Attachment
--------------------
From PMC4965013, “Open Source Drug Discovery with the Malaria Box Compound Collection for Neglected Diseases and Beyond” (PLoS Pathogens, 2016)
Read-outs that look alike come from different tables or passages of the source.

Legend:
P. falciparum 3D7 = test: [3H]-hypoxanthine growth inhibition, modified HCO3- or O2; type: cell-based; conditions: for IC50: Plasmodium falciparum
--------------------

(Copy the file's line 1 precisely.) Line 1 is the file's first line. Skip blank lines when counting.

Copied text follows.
From PMC4965013, “Open Source Drug Discovery with the Malaria Box Compound Collection for Neglected Diseases and Beyond” (PLoS Pathogens, 2016)